Shares of Chinese rare earth companies have surged after the country signaled it may use its dominance in rare earths — a strategic mineral used in goods from phones to guided missiles — as leverage in the ongoing trade war with the U.S., with analysts predicting that tensions are expected to continue to prop up both the price of such stocks as well as the underlying commodity.
Magnetic materials producer JL Mag Rare-Earth Co. Ltd. saw its shares touch its trading ceiling eight times over 10 trading days after President Xi Jinping on May 20 visited one of its plants during a trip to the Chinese rare-earth producing Jiangxi province. Shares of JL Mag closed at 49.34 Chinese yuan apiece on May 29, a growth of 90% from 25.96 yuan of the day Xi visited the company.
On the same day, Xi at a rally called for the country to embark on a "new Long March", a reference to China's civil war in the 1930s. That was seen as a response to the latest round of U.S. tariffs on Chinese imports and a reiterating of its dominance in supplying rare earth minerals. China's state planning agency on May 28 said in a statement that it could restrict its exports of rare earth over the trade conflict and said "there is no winner in a trade war."
A gauge of 30 Chinese rare earth companies compiled by financial data provider East Money Information saw the total market cap of the index increase by 99.8 billion yuan over 14 trading days as of May 29. Shares of rare earth major China Minmetals Rare Earth Co. Ltd. increased by 20.2% to 17.38 yuan on May 29 from 14.46 yuan of May 20.
China accounted for 80% of the U.S. imports of rare-earth compounds and metals from 2014 to 2017, according to U.S. Geological Survey data. In 2018, China mined about 120,000 tonnes of rare earth elements, or about 71% of global output.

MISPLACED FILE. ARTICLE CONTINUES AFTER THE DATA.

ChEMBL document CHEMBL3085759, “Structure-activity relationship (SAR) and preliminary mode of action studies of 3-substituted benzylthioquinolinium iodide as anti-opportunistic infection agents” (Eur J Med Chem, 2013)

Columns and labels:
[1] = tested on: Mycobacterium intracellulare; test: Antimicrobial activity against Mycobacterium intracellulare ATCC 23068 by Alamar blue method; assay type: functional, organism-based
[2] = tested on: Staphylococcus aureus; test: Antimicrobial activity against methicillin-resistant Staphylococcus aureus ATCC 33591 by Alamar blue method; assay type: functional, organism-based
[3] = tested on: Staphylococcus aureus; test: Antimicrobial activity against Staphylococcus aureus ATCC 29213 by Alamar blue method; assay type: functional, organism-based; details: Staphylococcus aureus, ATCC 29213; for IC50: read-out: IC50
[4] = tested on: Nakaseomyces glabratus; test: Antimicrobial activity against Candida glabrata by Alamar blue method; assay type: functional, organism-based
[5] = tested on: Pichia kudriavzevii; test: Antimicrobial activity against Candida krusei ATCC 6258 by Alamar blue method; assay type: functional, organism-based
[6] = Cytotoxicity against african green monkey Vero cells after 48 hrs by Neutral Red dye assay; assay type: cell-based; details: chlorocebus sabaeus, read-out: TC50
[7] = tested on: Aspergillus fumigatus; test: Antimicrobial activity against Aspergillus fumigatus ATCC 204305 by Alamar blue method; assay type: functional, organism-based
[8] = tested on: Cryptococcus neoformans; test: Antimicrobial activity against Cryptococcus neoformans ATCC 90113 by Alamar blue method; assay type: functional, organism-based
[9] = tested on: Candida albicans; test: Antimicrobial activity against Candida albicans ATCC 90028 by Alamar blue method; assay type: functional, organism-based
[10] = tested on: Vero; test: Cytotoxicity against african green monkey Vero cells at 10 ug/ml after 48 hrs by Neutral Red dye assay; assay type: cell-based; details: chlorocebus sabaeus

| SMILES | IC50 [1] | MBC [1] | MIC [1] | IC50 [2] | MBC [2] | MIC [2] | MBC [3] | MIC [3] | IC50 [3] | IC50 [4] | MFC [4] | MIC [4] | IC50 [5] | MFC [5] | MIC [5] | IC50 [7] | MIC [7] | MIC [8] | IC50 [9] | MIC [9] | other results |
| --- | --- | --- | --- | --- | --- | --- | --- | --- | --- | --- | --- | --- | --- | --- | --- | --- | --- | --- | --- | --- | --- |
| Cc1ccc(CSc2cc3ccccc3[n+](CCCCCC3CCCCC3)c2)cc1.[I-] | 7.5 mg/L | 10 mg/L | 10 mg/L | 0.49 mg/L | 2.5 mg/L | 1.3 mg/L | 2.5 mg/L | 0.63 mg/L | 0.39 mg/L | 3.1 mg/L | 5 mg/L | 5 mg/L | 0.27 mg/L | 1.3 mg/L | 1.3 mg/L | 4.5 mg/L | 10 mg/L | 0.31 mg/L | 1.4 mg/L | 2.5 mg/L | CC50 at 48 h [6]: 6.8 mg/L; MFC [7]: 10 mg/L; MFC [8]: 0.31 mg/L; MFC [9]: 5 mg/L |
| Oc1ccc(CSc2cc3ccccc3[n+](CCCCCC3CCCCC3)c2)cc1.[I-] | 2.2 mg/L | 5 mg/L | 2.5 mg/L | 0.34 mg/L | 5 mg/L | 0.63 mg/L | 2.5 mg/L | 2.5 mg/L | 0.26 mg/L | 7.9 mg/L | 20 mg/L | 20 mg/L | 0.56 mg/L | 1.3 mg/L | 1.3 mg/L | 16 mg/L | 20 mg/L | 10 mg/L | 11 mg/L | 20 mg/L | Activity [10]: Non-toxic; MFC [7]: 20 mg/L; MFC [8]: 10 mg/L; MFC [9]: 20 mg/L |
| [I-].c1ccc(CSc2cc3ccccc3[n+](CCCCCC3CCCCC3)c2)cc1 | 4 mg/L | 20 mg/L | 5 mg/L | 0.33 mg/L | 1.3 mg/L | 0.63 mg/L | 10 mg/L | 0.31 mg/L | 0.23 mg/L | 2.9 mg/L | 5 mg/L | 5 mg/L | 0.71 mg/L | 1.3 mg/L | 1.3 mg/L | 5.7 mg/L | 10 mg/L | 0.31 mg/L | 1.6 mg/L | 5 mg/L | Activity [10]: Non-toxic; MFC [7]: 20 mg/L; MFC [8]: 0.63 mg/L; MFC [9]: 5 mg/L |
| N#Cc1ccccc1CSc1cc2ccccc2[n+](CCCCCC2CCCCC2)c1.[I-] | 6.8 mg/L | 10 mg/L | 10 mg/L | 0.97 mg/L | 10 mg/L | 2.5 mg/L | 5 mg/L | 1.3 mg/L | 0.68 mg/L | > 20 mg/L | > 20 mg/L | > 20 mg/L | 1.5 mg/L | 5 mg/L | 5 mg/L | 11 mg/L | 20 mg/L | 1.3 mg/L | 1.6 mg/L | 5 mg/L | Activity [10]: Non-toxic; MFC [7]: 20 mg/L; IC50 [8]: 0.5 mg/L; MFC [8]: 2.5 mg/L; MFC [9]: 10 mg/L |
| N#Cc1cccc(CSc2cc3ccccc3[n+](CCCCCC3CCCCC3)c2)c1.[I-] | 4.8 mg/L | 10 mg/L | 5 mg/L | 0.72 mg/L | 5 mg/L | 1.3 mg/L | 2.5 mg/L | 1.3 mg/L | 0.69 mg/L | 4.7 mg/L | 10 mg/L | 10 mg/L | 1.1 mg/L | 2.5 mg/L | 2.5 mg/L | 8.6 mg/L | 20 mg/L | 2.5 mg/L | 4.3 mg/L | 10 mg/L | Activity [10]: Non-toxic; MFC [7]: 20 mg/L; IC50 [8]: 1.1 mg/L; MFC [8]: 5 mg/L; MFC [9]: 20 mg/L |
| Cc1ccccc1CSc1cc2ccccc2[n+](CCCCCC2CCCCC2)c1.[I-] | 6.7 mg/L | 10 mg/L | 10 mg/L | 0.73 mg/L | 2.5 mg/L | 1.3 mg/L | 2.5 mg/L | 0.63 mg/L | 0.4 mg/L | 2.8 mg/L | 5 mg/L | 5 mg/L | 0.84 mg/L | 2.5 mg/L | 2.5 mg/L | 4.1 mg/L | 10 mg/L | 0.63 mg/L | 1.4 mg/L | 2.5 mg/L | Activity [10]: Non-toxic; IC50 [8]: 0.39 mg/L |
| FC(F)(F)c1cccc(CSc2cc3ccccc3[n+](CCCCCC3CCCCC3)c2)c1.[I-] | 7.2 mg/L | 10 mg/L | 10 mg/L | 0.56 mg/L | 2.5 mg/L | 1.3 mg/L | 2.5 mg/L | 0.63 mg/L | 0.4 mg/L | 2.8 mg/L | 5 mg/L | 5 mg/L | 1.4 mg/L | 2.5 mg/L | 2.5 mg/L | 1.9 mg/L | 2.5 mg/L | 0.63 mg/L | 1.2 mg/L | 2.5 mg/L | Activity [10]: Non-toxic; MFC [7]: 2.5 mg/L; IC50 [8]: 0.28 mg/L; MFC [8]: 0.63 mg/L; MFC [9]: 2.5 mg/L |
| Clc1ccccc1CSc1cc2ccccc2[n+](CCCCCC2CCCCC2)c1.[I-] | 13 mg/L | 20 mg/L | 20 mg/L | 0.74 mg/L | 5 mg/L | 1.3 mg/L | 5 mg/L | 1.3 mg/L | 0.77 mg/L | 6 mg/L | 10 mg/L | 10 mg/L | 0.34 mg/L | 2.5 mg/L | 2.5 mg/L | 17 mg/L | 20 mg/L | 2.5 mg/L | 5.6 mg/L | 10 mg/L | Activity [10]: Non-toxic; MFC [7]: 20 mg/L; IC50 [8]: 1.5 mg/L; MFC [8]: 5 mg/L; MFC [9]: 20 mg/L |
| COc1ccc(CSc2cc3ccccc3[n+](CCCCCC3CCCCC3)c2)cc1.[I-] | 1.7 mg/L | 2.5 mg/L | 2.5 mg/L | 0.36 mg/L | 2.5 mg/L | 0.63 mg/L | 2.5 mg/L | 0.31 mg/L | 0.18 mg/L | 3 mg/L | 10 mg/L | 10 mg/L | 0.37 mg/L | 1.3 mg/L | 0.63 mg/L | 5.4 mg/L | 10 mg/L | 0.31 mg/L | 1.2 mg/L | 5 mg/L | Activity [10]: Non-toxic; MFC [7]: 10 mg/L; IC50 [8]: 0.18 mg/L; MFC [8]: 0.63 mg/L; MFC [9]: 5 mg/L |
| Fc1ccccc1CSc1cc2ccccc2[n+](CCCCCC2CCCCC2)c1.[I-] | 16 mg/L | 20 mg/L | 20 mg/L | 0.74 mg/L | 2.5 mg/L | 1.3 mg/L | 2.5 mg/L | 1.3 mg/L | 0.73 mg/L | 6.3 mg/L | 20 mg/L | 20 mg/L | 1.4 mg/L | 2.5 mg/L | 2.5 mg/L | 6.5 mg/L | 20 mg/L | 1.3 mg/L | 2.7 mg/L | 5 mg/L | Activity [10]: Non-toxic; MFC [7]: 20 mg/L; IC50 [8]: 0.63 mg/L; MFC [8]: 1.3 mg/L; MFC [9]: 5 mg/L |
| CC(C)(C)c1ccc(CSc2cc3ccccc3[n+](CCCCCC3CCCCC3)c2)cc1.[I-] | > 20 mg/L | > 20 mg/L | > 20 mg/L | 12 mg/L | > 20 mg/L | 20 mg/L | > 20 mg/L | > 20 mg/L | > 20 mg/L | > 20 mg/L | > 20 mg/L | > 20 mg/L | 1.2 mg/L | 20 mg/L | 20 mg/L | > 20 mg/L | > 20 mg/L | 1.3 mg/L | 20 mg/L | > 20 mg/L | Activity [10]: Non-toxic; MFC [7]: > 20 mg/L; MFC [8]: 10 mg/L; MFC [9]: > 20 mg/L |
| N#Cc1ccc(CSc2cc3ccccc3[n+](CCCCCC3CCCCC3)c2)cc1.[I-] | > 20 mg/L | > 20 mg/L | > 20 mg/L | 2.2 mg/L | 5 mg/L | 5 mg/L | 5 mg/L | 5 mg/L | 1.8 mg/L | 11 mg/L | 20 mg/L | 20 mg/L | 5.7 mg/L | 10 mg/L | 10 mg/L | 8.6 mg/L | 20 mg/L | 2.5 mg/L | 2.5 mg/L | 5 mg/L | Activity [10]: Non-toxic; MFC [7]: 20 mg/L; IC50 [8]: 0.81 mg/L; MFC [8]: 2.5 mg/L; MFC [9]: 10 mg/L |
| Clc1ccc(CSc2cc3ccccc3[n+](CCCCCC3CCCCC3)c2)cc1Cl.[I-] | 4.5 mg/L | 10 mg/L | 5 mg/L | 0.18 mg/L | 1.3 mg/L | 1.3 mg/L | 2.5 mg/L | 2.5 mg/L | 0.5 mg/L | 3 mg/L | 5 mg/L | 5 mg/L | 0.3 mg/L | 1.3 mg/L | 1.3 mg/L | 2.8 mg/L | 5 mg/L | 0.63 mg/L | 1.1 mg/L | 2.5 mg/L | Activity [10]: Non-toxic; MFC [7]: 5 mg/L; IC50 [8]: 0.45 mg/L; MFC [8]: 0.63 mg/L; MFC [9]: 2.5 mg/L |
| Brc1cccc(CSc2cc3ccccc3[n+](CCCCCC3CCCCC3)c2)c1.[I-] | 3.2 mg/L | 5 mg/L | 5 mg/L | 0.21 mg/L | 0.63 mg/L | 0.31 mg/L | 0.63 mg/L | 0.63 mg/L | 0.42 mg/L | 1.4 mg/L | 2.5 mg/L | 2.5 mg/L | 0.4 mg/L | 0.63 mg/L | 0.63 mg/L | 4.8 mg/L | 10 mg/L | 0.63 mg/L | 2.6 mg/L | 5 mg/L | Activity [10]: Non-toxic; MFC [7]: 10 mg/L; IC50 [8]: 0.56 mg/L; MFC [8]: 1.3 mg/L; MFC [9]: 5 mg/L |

Helen Lau, a metals and mining analyst at Argonaut Securities, expects further upside potential for stocks in this sector on ongoing trade tensions. Lau added investor sentiment in the rare earths sector will continue if they believe trade tensions cannot be resolved in the near term. "China's repeated reiteration on its dominance in supplying rare earth is not without reason," Lau said.
Wu Xioafeng, a rare earths analyst with data provider Shanghai Metals Market, expects the upward trend of rare earth prices to remain but the growth will be slower as market speculation gradually tapers off.
"After China's consolidation of its rare earth sector, prices of the minerals have risen about 1.6 times of that in 2010 amid increased costs. The country-wide clampdowns on illegal rare earth mining activities have also pushed the price to such a high level that there's no space for a further significant increase," she added.
Wu said rare earth prices had already experienced an earlier surge after China banned rare earth imports from Myanmar and Xi's visit has further bolstered prices.
However, a Shanghai-based commodity analyst with a brokerage firm, who asked not to be named, cautioned that a bubble may be forming over rare earth stocks.
"Apart from speculation, I don't see any reason leading to the surge in share prices. The earnings of the rare earth majors are not strong enough to support their large market caps and their output tend to be suffering from poor conditions in their mining operations," the analyst said.
He also does not expect U.S. trade to be hurt significantly if China follows through on its threat on rare earths, as the former country is well prepared for a long-term standoff.
He noted that the U.S. imported a total of 1,000 tonnes of rare-earth metals, comprising mainly of scandium and yttrium, in 2018. This was a significant increase of more than 100% compared to the average level of the five years before that.
Lynas Corp. Ltd., the biggest rare earths producer outside of China, earlier signed a memorandum of understanding with U.S.-based Blue Line Corp. to form a joint venture to develop a rare earths separation facility in Hondo, Texas. Analysts see it as a move that the U.S. is trying to fill the absence of any rare earths separation capacity in North America. However, it is not expected to be able to feed the U.S. demand overnight and the country's smelting technology is less sophisticated than China's.
The Shanghai-based analyst noted it should not be a big issue for the U.S. to mine and smelt rare earths in the country, provided it loosens its environmental regulations. "China has advanced smelting technology, but that does not mean there's no other alternative for the U.S. The production of countries like Myanmar could help it meet demand."
As of May 30, US$1 was equivalent to 6.90 Chinese yuan.